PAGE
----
They shared a womb, they shared their coming out experience and now they’ll share their inaugural trip to Florida in October.
The 30-year-old Australian fraternal twins Bec and Sebastian Ivanov will experience their first-ever Come Out With Pride during their first trip to Orlando. And the timing is perfect—right at the height of their burgeoning music career.
The two gained a legion of fans after appearing on Australia’s version of the reality competition series The Voice, where they were chosen by coach Ricky Martin during the blind auditions. While the pair didn’t win the second season of the show, it did launch them into international stardom.
“I said to myself, let’s use this as a platform for us to get people to know who we are and what we’re all about,” Sebastian says during a video call alongside his sister from the home the siblings share in Australia. “It was so fantastic to use the show as that platform and really expose Bec & Sebastian as who we are. Of course, our eyes were always on the goal, but we saw it as a launching point.”
The show was a big step for Bec, who didn’t have the experience her brother had in the music industry. Surprisingly, The Voice helped Bec achieve confidence in her performance skills, something she lacked prior to the televised exposure.
“I never sang in front of people in my life,” Bec says. “My parents heard me two years ago and here I threw myself into it and started on a national singing competition. What better way to help me with my confidence?”
The twins, who are both gay, are two of four children and Sebastian is five minutes younger than his twin sister. Their brother, who is four years older, is also gay. So when the twins came out, the family handled it well.
“I remember at a wedding I started talking with my sister and saying, ‘so this guy I’ve been hanging out with, he’s not just my best mate…'” Sebastian says. “She said to me, ‘I have a crush on this girl.’ So we revealed it to each other at the same time, knew it was okay, then agreed to not tell mom just yet.”
Eventually, they told their parents they were gay—and the world. In fact, the pair has had to adjust to the fame afforded them from the show and their growing concerts.
“It’s been a positive,” Sebastian says of their adjustment to fame. “In the show we were aware of the challenges. They see all of this excitement of being on TVF and hanging out with Ricky Martin. People ask us what he’s like. But the show is hard work. And it was fantastic because it kept us busy and it’s great doing something you completely love.”
The twins are still adjusting to getting recognized on the street.
“It’s interesting,” Sebastian laughs. “I wasn’t getting it much, but my sister was.”
Bec thinks she knows why.
“I think it was my tattoo,” she says. “I have a sleeve and they recognize it. Plus social media has helped. It was weird seeing yourself on the telly.”
Sebastian has a partner and Bec is currently single. Both understand that the other is old enough to find their own romantic connections, but admit they have high standards for each other’s love interests.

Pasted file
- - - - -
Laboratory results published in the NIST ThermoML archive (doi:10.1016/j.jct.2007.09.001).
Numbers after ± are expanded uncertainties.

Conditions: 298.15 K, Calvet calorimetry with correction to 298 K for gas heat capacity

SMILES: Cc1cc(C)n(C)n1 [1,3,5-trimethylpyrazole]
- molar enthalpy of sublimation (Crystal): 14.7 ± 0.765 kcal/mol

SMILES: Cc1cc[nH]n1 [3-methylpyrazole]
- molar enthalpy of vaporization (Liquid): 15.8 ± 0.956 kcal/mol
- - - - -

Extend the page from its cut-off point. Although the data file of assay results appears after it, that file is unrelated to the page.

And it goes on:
“I know what kind of person he is,” Bec says. “Anyone who comes into his life I have to approve of on some level. But at the same time, as long as he’s fundamentally happy, that’s it. But if I don’t like someone or I have a gut feeling, it interferes with our relationship.”
Bec seems happy with her brother’s partner now, but admits, “I didn’t like one of the last ones.”
While the twins are both out, they see their sexuality as just a part of who they are. It does, however, influence some of their music.
“All of our songs come from personal experience, so yes, sexuality plays into that,” Bec says. “It all intertwines from past relationships and going through our sexuality and realizing things .”
The pair’s newest single, called “Barricade,” is dripping with personal stories of the twins’ sexuality.
“Because it’s about and to our exes,” Sebastian explains. “In the studio we’re channeling what we were feeling from that situation. It just came out. We definitely do pull from the experiences and our sexuality.”
But not all of their music is about heartbreak and relationships. Sebastian describes the music he and his sister create as “mainstream pop music.” But it’s not bubble pop, he says.
And it’s the music that keep the siblings compatible and enjoying life together. What they present on stage, Sebastian says, is a combination of styles.
“It’s a journey, I think,” Sebastian says of their stage performances. “With the set list we’ve got [for COWP], it’s tender to upbeat. Moments with mid-tempo and emotion flowing, others with beats. We’re not going to do anything ballady because we want to keep the entertainment factor and energy levels up.”
Bec and Sebastian will be accompanied by their drummer. Both siblings sing and Sebastian will also play the keyboard.
“Our drummer is gay also,” Sebastian explains. “So we’re bringing the gay family from Australia.”
Pride is a great way to celebrate not only who they are, but it’s a chance for Bec and Sebastian to showcase their talents to new crowds. In the not-too-distant future, the pair would like to live in the United States full time and travel the world.
“We’re not getting any younger, but this is an exotic time in our lives,” Bec says.
And the siblings hope to keep working together well into their careers.
“Basically, I want to make sure we get our material out there and get people really connecting with what we do,” Sebastian says. “I want to meet as many people as possible and grow as we go along this journey.”
WHO: Bec & Sebastian
WHEN: 7:45 p.m., Oct. 11, Lake Eola Bandshell